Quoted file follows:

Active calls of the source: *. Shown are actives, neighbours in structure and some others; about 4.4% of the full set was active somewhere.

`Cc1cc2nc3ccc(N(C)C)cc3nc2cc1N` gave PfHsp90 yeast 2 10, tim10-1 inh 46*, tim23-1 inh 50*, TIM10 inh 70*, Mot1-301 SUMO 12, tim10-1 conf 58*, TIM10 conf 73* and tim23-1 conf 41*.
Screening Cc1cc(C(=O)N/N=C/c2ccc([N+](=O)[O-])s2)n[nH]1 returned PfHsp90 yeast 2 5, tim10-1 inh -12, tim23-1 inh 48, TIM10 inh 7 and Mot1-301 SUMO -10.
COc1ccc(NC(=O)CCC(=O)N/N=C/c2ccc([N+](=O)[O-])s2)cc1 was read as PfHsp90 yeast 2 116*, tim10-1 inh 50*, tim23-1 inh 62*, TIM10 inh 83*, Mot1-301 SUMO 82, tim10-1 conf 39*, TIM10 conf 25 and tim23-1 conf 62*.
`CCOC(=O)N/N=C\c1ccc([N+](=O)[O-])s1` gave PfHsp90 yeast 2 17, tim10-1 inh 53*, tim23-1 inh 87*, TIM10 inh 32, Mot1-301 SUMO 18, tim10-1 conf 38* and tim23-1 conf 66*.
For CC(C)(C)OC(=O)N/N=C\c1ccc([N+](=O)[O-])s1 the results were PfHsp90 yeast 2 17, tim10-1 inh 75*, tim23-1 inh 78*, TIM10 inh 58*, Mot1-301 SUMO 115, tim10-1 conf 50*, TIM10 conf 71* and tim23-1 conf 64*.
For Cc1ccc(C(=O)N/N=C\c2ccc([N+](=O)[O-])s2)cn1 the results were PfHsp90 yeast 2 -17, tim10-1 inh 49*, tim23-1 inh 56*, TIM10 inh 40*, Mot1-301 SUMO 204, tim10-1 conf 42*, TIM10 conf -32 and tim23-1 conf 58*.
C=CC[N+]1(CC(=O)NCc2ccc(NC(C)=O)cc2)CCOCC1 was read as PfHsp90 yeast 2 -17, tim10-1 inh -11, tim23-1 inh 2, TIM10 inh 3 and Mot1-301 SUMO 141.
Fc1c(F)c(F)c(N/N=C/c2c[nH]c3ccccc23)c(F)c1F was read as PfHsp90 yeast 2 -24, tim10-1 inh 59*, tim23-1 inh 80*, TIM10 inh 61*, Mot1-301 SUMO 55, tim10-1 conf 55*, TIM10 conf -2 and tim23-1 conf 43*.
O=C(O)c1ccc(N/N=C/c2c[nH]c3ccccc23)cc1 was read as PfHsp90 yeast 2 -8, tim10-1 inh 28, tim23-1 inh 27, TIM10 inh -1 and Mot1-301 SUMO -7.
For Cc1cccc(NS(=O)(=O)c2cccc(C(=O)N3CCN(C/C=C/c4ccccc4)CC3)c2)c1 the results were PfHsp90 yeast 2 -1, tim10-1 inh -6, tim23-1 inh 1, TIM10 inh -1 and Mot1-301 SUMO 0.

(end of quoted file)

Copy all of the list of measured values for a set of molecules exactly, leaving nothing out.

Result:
Active calls of the source: *. Shown are actives, neighbours in structure and some others; about 4.4% of the full set was active somewhere.

`Cc1cc2nc3ccc(N(C)C)cc3nc2cc1N` gave PfHsp90 yeast 2 10, tim10-1 inh 46*, tim23-1 inh 50*, TIM10 inh 70*, Mot1-301 SUMO 12, tim10-1 conf 58*, TIM10 conf 73* and tim23-1 conf 41*.
Screening Cc1cc(C(=O)N/N=C/c2ccc([N+](=O)[O-])s2)n[nH]1 returned PfHsp90 yeast 2 5, tim10-1 inh -12, tim23-1 inh 48, TIM10 inh 7 and Mot1-301 SUMO -10.
COc1ccc(NC(=O)CCC(=O)N/N=C/c2ccc([N+](=O)[O-])s2)cc1 was read as PfHsp90 yeast 2 116*, tim10-1 inh 50*, tim23-1 inh 62*, TIM10 inh 83*, Mot1-301 SUMO 82, tim10-1 conf 39*, TIM10 conf 25 and tim23-1 conf 62*.
`CCOC(=O)N/N=C\c1ccc([N+](=O)[O-])s1` gave PfHsp90 yeast 2 17, tim10-1 inh 53*, tim23-1 inh 87*, TIM10 inh 32, Mot1-301 SUMO 18, tim10-1 conf 38* and tim23-1 conf 66*.
For CC(C)(C)OC(=O)N/N=C\c1ccc([N+](=O)[O-])s1 the results were PfHsp90 yeast 2 17, tim10-1 inh 75*, tim23-1 inh 78*, TIM10 inh 58*, Mot1-301 SUMO 115, tim10-1 conf 50*, TIM10 conf 71* and tim23-1 conf 64*.
For Cc1ccc(C(=O)N/N=C\c2ccc([N+](=O)[O-])s2)cn1 the results were PfHsp90 yeast 2 -17, tim10-1 inh 49*, tim23-1 inh 56*, TIM10 inh 40*, Mot1-301 SUMO 204, tim10-1 conf 42*, TIM10 conf -32 and tim23-1 conf 58*.
C=CC[N+]1(CC(=O)NCc2ccc(NC(C)=O)cc2)CCOCC1 was read as PfHsp90 yeast 2 -17, tim10-1 inh -11, tim23-1 inh 2, TIM10 inh 3 and Mot1-301 SUMO 141.
Fc1c(F)c(F)c(N/N=C/c2c[nH]c3ccccc23)c(F)c1F was read as PfHsp90 yeast 2 -24, tim10-1 inh 59*, tim23-1 inh 80*, TIM10 inh 61*, Mot1-301 SUMO 55, tim10-1 conf 55*, TIM10 conf -2 and tim23-1 conf 43*.
O=C(O)c1ccc(N/N=C/c2c[nH]c3ccccc23)cc1 was read as PfHsp90 yeast 2 -8, tim10-1 inh 28, tim23-1 inh 27, TIM10 inh -1 and Mot1-301 SUMO -7.
For Cc1cccc(NS(=O)(=O)c2cccc(C(=O)N3CCN(C/C=C/c4ccccc4)CC3)c2)c1 the results were PfHsp90 yeast 2 -1, tim10-1 inh -6, tim23-1 inh 1, TIM10 inh -1 and Mot1-301 SUMO 0.